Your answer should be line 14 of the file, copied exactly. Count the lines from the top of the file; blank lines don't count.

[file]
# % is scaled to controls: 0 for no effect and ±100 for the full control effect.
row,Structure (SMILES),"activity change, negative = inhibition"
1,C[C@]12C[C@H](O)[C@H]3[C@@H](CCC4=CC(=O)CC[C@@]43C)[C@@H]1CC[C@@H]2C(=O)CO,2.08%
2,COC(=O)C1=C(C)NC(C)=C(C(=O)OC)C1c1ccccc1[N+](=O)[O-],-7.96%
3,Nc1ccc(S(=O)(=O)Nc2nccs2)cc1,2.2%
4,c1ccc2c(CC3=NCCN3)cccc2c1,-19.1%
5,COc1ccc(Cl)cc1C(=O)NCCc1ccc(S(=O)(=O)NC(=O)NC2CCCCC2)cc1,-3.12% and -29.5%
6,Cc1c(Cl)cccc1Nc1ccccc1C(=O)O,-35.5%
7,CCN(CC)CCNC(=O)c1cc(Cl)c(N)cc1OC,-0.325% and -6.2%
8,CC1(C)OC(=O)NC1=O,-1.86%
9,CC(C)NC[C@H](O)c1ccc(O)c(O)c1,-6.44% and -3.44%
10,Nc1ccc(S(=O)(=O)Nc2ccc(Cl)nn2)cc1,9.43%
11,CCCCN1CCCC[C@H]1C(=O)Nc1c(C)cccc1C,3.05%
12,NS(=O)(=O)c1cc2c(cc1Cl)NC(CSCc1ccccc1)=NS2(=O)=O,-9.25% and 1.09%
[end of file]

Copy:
12,NS(=O)(=O)c1cc2c(cc1Cl)NC(CSCc1ccccc1)=NS2(=O)=O,-9.25% and 1.09%